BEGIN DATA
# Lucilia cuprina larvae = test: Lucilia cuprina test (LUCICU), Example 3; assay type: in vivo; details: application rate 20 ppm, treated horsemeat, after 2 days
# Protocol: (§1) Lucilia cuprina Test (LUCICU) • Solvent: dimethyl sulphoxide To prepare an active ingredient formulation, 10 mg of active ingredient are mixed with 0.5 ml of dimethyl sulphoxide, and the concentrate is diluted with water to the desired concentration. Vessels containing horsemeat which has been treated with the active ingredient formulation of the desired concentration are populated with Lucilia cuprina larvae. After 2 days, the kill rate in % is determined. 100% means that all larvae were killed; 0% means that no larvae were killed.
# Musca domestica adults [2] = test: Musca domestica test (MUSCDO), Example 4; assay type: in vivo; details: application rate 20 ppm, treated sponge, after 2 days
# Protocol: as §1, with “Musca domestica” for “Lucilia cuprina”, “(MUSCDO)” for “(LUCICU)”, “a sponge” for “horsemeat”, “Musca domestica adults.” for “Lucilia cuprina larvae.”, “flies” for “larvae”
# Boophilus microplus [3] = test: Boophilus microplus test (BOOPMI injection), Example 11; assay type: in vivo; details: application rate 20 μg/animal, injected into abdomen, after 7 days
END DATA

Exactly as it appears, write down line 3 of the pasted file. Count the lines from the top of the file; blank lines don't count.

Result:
# Musca domestica adults [2] = test: Musca domestica test (MUSCDO), Example 4; assay type: in vivo; details: application rate 20 ppm, treated sponge, after 2 days